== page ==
By Gadjo Cardenas Sevilla Sony recently filled up a downtown Toronto loft space with wall-to-wall screens demoing the latest titles coming to the PlayStation. This annual preview event stokes the fires for the coming holiday season and is replete with new titles, sequels to old favorites and even the return of titles that have long been missing from Sony’s console. Here are the highlights of what we saw. Daft Punk DJ Hero – Activision You’ve got guitar gods galore and a bunch of rock band spin offs so what’s next? How about simulating beat matching, scratches and fades on the wheels of steel? Set to launch on October 23rd, Daft Punk DJ Hero puts users behind the turntable and offers exclusive mixes and cuts from Daft Punk as well as a bevy of popular tunes ranging from Hip-Hop, R&B, soul, disco and rock. Using a turntable controller with three stream buttons, players need to play notes while adding samples to the mix and minding the crossfader button to match onscreen symbols. Clark Gables of the turntables will be well stocked as 100 individual songs and 80 exclusive mixes come with the game. Two players can go on a mixing beatdown and the game also accepts input from Guitar Hero guitars. God of War III – Sony By far the most visually arresting and impressive game that was previewed at the Sony event was their own God of War III. Coming in March 2010, God of War III is a visceral experience not only for players but also for spectators. Running at full 1080p HD resolution, the game’s layers of action, lighting, soundtrack and immersive environments are just phenomenal. The demo showed Kratos tearing through a glorious ancient city leaving behind a trail of bodies and gallons of blood as the war of the Gods and Titans continues. Kratos decimates foes with the Blades of Athena and uses giant lion-shaped gloves to smash through rocks and buildings. He can also tear heads from bodies and impale creatures using their own horns. The speed, range and scale of user control and character movement is equaled only by the game’s brutality and violence. This is definitely the game to watch for in 2010. Tekken 6 – Namco Bandai The much beloved PlayStation fighting title Tekken is back and for the first time totally re-jigged for the PlayStation3. This latest version will be released in October 27 in North America and offers 42 playable characters, most of which will be unlocked as the game progresses. The King of Iron Fist Tournament 6, offers a lot of what Tekken fans are used to, great characters with carried martial arts styles and moves but now with even more customization to costumes and environments as well as a new scenario mode which is a co-op mode for two players and that allows them to make weapons out of objects in their environment. A new Rage system powers up players when vitality is low and now characters bounce when dropped from higher ground, allowing for even more combo-move possibilities. Tekken 6 will also be available for the PlayStation Portable and on the Xbox 360. Alien vs. Predator – Sega Another blast from the past, Aliens vs. Predator comes back after 10 years but now offers a multiplayer option aside from the requisite campaign mode. The demo offered a first-person view of a cloaked Predator moving along in a lush jungle ready to open fire on opposing players. Releasing in February 2010. Aliens vs. Predator takes allows players to play campaigns as Aliens, Predators or a Marines. The first-person shooter, suspense, sci-fi cocktail works well and the environments are gritty and accurately rendered but don’t get too caught up admiring the landscape. AVP is action packed, full of claustrophobic corridors and evil-slimy things that are out to get you in the most vicious ways imaginable. AVP will be available for PS3, PC as well as Xbox 360.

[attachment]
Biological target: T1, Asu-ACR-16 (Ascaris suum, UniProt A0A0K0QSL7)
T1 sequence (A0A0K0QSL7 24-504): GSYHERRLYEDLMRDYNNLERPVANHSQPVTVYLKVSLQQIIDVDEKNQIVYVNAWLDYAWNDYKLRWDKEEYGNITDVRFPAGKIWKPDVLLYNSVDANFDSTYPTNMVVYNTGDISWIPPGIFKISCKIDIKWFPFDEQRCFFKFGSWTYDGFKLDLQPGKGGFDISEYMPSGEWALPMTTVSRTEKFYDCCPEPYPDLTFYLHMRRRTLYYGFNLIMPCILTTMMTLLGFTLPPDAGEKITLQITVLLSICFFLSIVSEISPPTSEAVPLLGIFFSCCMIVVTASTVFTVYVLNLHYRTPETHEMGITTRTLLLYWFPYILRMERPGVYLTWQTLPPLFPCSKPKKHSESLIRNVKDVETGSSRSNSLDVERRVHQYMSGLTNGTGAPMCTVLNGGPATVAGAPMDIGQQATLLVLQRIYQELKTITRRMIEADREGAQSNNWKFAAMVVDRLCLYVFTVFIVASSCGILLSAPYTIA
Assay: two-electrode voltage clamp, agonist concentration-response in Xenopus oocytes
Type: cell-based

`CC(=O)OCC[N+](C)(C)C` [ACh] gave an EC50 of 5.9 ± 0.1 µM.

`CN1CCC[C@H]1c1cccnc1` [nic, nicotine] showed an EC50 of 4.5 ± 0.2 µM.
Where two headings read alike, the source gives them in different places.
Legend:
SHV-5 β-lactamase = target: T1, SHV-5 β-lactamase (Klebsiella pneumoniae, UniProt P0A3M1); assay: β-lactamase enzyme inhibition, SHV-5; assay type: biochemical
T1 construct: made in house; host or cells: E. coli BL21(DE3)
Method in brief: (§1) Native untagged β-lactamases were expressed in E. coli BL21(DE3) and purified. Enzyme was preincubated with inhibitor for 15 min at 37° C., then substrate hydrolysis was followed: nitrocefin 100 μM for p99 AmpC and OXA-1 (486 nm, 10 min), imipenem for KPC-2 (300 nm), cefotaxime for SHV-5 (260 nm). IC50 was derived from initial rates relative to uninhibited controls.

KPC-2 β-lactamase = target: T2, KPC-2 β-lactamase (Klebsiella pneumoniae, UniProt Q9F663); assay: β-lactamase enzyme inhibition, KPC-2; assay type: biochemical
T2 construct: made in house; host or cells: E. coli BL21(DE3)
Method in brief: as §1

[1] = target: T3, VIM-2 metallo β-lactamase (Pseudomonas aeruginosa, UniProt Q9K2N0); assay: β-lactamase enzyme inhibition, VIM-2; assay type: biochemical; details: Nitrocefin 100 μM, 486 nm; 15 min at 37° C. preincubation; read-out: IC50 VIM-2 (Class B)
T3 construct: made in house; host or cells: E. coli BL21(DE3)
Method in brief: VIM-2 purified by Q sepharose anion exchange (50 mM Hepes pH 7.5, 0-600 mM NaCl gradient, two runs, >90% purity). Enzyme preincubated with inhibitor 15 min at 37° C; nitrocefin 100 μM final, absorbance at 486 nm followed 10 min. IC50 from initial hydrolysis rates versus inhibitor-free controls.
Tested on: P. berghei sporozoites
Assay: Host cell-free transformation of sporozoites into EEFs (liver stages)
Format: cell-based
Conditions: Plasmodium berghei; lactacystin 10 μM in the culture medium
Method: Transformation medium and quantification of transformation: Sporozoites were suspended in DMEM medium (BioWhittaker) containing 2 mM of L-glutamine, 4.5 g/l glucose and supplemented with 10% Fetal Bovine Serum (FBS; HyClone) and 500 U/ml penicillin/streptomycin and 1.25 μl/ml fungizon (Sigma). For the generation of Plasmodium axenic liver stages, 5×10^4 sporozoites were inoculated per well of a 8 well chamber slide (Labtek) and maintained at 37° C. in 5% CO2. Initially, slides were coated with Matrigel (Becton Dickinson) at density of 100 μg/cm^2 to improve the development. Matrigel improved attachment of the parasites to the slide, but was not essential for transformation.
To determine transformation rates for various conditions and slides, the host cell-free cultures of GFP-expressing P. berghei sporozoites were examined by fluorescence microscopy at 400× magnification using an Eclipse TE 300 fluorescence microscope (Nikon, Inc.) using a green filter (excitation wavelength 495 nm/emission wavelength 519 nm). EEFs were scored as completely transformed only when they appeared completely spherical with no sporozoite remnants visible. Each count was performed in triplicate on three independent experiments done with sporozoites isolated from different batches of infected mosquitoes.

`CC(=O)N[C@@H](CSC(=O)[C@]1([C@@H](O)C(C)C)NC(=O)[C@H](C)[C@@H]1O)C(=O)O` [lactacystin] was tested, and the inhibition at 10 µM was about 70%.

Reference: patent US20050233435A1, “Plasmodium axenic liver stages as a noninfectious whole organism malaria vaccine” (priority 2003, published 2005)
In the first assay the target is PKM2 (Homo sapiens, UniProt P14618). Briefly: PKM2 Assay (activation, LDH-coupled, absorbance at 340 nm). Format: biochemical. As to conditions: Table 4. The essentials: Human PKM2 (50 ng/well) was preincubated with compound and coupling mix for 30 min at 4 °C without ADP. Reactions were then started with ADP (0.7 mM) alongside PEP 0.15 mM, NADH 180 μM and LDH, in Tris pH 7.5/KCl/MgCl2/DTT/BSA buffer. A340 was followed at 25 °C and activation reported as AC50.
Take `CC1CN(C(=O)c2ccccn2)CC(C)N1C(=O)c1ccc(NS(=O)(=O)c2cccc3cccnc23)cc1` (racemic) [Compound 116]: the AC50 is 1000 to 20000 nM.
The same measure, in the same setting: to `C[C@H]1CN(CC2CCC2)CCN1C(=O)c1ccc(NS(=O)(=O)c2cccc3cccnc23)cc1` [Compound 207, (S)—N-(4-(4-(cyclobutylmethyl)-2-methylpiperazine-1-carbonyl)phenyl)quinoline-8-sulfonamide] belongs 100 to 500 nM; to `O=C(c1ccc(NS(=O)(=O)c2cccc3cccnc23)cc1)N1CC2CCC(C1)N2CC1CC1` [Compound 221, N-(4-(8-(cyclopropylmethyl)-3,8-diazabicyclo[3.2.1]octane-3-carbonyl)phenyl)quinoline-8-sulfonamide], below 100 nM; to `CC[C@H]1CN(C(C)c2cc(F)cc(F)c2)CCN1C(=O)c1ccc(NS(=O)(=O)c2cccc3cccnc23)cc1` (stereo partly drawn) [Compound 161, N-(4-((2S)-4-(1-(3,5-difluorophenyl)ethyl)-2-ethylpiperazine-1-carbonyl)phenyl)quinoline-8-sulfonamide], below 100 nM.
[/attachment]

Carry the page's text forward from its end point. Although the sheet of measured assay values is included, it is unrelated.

kickBACK S By Gadjo Cardenas Sevilla Every once in a while an accessory comes along that makes you think, "well, that makes sense, why didn't they just build that in?" One such accessory is the Scosche kickBACK S HyBrid case for iPhone 3G/3GS. The kickBACK S HyBrid case is a slim line case that acts as armor without adding much bulk to an iPhone 3G or 3GS (same chassis, different guts). Made of plastic and rubber in all the right places, it offers fairly good protection for your expensive and otherwise naked device. The kickBACK S also sports a tripod of non-slip protruding nubs on the back, so your phone doesn't skitter about when you plop it down flat. Front side, the rubber bumper is slightly raised around the periphery so you can also place your iPhone face-down on a flat surface without worry of scratching the screen, which remains unprotected (and touchable). The snug fitting housing has openings for the iPhone's headphone jack and the charge/synch port. Oddly, the kickBACK S intentionally covers the sleep/wake and volume buttons - as protection, according to Scosche, though likely a structural consideration inherent with its design. No matter, you can push through the rubber to activate the covered nibs at any rate. If you have and iPhone dock, note that the added girth of the kickBACK S, though modest, is just enough to make a no go zone out of such cradles. Of course, the kickBACK's real kicker is its kickstand, a hinged plastic support that will prop your iPhone horizontal and slightly angled when needed, snap in flush with the housing when not. Though the iPhone 3G/3GS is a great media player, especially useful for watching videos on long commutes or flights, it's a hassle when you have to hold the thing the whole time. The kickBACK S HyBrid solves this problem, obviously, as a hands-free prop. However, the kickstand does not lock into place when fully extended, so an overzealous tap on "pause" button (or whatever) can topple the whole kit and caboodle. Aside from that little shortcoming, the kickBACK S is well-designed; there's no denying its on-the-go usefulness making for a free standing video player, juke box, or even a bedside alarm clock (with certain apps) that you can actually look at without rummaging around the nightstand to find the thing. As a two-in-one product - i.e. a protective case and iPhone stand - Scosche's kickBACK S is a pretty good deal, priced in and around the going rate for comparable iPhone wraps that sometimes only do half as much. Currently available in the US in four combo flavors, black/black, pink/white, white/grey and clear/black, the kickBACK S is also expected in Canada "soon."